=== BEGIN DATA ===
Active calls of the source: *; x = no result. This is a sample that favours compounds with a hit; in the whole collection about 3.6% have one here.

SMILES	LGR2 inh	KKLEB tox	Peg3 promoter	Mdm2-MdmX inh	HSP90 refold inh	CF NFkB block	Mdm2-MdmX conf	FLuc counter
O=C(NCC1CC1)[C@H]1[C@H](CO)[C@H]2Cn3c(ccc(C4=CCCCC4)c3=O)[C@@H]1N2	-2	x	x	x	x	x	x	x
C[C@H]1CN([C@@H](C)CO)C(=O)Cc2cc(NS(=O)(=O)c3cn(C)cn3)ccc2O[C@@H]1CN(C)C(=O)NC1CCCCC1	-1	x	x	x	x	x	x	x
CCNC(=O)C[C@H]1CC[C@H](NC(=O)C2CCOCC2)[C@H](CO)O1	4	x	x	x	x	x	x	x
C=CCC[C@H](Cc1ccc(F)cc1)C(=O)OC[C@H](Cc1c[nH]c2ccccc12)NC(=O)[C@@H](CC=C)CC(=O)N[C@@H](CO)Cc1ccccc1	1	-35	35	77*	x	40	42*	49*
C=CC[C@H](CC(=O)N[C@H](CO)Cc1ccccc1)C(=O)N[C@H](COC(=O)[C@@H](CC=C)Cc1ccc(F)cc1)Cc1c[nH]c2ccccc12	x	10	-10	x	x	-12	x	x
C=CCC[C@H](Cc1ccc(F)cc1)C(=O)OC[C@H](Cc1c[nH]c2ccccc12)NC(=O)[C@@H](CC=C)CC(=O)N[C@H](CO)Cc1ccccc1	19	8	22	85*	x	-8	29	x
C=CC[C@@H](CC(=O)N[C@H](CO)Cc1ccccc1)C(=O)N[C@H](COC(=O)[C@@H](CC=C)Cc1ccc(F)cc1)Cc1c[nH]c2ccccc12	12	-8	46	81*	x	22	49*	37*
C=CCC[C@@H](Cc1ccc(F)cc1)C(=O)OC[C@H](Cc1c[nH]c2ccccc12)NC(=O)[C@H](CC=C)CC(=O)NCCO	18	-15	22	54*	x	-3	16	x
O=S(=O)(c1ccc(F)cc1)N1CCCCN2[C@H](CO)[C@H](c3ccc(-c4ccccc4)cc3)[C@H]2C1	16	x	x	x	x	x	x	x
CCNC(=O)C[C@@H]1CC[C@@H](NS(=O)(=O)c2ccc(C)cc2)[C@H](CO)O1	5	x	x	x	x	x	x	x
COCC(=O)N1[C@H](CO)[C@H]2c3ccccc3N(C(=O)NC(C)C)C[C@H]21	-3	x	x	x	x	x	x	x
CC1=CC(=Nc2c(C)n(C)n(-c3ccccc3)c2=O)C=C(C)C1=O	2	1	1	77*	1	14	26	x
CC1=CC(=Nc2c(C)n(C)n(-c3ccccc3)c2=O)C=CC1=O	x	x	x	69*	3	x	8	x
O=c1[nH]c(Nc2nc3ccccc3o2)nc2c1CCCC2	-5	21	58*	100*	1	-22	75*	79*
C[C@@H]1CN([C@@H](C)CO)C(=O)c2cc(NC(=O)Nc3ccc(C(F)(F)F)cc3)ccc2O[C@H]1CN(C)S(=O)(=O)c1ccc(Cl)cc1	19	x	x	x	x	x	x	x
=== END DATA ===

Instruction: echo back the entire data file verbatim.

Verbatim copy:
Active calls of the source: *; x = no result. This is a sample that favours compounds with a hit; in the whole collection about 3.6% have one here.

SMILES	LGR2 inh	KKLEB tox	Peg3 promoter	Mdm2-MdmX inh	HSP90 refold inh	CF NFkB block	Mdm2-MdmX conf	FLuc counter
O=C(NCC1CC1)[C@H]1[C@H](CO)[C@H]2Cn3c(ccc(C4=CCCCC4)c3=O)[C@@H]1N2	-2	x	x	x	x	x	x	x
C[C@H]1CN([C@@H](C)CO)C(=O)Cc2cc(NS(=O)(=O)c3cn(C)cn3)ccc2O[C@@H]1CN(C)C(=O)NC1CCCCC1	-1	x	x	x	x	x	x	x
CCNC(=O)C[C@H]1CC[C@H](NC(=O)C2CCOCC2)[C@H](CO)O1	4	x	x	x	x	x	x	x
C=CCC[C@H](Cc1ccc(F)cc1)C(=O)OC[C@H](Cc1c[nH]c2ccccc12)NC(=O)[C@@H](CC=C)CC(=O)N[C@@H](CO)Cc1ccccc1	1	-35	35	77*	x	40	42*	49*
C=CC[C@H](CC(=O)N[C@H](CO)Cc1ccccc1)C(=O)N[C@H](COC(=O)[C@@H](CC=C)Cc1ccc(F)cc1)Cc1c[nH]c2ccccc12	x	10	-10	x	x	-12	x	x
C=CCC[C@H](Cc1ccc(F)cc1)C(=O)OC[C@H](Cc1c[nH]c2ccccc12)NC(=O)[C@@H](CC=C)CC(=O)N[C@H](CO)Cc1ccccc1	19	8	22	85*	x	-8	29	x
C=CC[C@@H](CC(=O)N[C@H](CO)Cc1ccccc1)C(=O)N[C@H](COC(=O)[C@@H](CC=C)Cc1ccc(F)cc1)Cc1c[nH]c2ccccc12	12	-8	46	81*	x	22	49*	37*
C=CCC[C@@H](Cc1ccc(F)cc1)C(=O)OC[C@H](Cc1c[nH]c2ccccc12)NC(=O)[C@H](CC=C)CC(=O)NCCO	18	-15	22	54*	x	-3	16	x
O=S(=O)(c1ccc(F)cc1)N1CCCCN2[C@H](CO)[C@H](c3ccc(-c4ccccc4)cc3)[C@H]2C1	16	x	x	x	x	x	x	x
CCNC(=O)C[C@@H]1CC[C@@H](NS(=O)(=O)c2ccc(C)cc2)[C@H](CO)O1	5	x	x	x	x	x	x	x
COCC(=O)N1[C@H](CO)[C@H]2c3ccccc3N(C(=O)NC(C)C)C[C@H]21	-3	x	x	x	x	x	x	x
CC1=CC(=Nc2c(C)n(C)n(-c3ccccc3)c2=O)C=C(C)C1=O	2	1	1	77*	1	14	26	x
CC1=CC(=Nc2c(C)n(C)n(-c3ccccc3)c2=O)C=CC1=O	x	x	x	69*	3	x	8	x
O=c1[nH]c(Nc2nc3ccccc3o2)nc2c1CCCC2	-5	21	58*	100*	1	-22	75*	79*
C[C@@H]1CN([C@@H](C)CO)C(=O)c2cc(NC(=O)Nc3ccc(C(F)(F)F)cc3)ccc2O[C@H]1CN(C)S(=O)(=O)c1ccc(Cl)cc1	19	x	x	x	x	x	x	x